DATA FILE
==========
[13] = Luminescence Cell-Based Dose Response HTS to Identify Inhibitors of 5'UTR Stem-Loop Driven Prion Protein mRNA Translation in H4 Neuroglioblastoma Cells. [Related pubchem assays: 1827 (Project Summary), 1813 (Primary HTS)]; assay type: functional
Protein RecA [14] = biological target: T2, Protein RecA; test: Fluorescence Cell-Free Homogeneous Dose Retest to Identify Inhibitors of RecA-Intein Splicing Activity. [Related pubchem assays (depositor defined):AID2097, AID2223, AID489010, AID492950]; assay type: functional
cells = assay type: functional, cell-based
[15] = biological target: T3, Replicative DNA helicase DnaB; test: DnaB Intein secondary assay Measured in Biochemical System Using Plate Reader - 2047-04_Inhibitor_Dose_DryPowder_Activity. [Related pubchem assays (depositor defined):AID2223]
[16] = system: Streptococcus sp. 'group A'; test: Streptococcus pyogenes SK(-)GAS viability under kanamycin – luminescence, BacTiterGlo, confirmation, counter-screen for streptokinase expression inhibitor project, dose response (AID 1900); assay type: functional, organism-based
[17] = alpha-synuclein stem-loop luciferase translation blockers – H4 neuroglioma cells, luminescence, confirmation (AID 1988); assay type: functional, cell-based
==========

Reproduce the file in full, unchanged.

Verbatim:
[13] = Luminescence Cell-Based Dose Response HTS to Identify Inhibitors of 5'UTR Stem-Loop Driven Prion Protein mRNA Translation in H4 Neuroglioblastoma Cells. [Related pubchem assays: 1827 (Project Summary), 1813 (Primary HTS)]; assay type: functional
Protein RecA [14] = biological target: T2, Protein RecA; test: Fluorescence Cell-Free Homogeneous Dose Retest to Identify Inhibitors of RecA-Intein Splicing Activity. [Related pubchem assays (depositor defined):AID2097, AID2223, AID489010, AID492950]; assay type: functional
cells = assay type: functional, cell-based
[15] = biological target: T3, Replicative DNA helicase DnaB; test: DnaB Intein secondary assay Measured in Biochemical System Using Plate Reader - 2047-04_Inhibitor_Dose_DryPowder_Activity. [Related pubchem assays (depositor defined):AID2223]
[16] = system: Streptococcus sp. 'group A'; test: Streptococcus pyogenes SK(-)GAS viability under kanamycin – luminescence, BacTiterGlo, confirmation, counter-screen for streptokinase expression inhibitor project, dose response (AID 1900); assay type: functional, organism-based
[17] = alpha-synuclein stem-loop luciferase translation blockers – H4 neuroglioma cells, luminescence, confirmation (AID 1988); assay type: functional, cell-based